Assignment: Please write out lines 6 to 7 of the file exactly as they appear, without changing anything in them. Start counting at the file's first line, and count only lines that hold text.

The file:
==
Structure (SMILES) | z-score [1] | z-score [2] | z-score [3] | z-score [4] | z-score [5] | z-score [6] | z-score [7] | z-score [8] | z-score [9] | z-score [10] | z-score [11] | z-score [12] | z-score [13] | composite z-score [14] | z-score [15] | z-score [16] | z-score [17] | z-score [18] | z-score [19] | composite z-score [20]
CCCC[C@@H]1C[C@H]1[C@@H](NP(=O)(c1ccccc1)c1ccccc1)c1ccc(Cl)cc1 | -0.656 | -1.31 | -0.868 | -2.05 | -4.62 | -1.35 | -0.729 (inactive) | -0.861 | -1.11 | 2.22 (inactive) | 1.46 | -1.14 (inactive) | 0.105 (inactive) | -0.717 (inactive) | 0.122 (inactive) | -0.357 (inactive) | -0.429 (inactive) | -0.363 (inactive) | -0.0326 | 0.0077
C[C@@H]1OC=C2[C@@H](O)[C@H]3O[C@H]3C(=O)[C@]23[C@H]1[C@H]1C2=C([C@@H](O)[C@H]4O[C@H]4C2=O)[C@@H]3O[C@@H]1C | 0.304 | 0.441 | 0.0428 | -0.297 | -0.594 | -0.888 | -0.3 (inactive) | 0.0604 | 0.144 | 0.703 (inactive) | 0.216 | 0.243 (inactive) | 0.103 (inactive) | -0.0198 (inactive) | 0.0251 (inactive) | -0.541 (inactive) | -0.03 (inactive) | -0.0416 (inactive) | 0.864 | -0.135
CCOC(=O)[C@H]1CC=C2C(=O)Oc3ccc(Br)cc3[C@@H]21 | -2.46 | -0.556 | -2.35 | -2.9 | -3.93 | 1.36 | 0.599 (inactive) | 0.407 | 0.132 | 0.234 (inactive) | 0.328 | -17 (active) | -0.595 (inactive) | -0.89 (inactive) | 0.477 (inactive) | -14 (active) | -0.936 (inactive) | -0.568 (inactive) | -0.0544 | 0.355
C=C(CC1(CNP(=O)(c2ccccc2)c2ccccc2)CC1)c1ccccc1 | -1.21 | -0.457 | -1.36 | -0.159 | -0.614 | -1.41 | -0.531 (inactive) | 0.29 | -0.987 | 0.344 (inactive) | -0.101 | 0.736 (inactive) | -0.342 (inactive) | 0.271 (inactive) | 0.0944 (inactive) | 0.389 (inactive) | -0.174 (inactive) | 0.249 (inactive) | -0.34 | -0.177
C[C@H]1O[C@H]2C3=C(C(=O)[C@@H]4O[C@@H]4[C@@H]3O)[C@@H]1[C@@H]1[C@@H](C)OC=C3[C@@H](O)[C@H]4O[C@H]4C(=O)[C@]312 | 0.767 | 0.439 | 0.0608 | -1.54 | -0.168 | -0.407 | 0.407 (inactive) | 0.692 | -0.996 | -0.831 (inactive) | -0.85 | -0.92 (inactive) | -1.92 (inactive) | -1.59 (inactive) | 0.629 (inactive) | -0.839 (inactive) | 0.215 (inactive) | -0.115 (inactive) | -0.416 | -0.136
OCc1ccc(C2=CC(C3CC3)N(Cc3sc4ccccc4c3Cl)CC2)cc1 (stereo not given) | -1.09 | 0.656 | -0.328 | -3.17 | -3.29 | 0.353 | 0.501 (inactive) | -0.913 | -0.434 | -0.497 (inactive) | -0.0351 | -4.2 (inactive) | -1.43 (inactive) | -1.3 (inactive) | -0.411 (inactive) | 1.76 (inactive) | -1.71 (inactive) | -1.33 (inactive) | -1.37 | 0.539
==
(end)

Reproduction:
C[C@H]1O[C@H]2C3=C(C(=O)[C@@H]4O[C@@H]4[C@@H]3O)[C@@H]1[C@@H]1[C@@H](C)OC=C3[C@@H](O)[C@H]4O[C@H]4C(=O)[C@]312 | 0.767 | 0.439 | 0.0608 | -1.54 | -0.168 | -0.407 | 0.407 (inactive) | 0.692 | -0.996 | -0.831 (inactive) | -0.85 | -0.92 (inactive) | -1.92 (inactive) | -1.59 (inactive) | 0.629 (inactive) | -0.839 (inactive) | 0.215 (inactive) | -0.115 (inactive) | -0.416 | -0.136
OCc1ccc(C2=CC(C3CC3)N(Cc3sc4ccccc4c3Cl)CC2)cc1 (stereo not given) | -1.09 | 0.656 | -0.328 | -3.17 | -3.29 | 0.353 | 0.501 (inactive) | -0.913 | -0.434 | -0.497 (inactive) | -0.0351 | -4.2 (inactive) | -1.43 (inactive) | -1.3 (inactive) | -0.411 (inactive) | 1.76 (inactive) | -1.71 (inactive) | -1.33 (inactive) | -1.37 | 0.539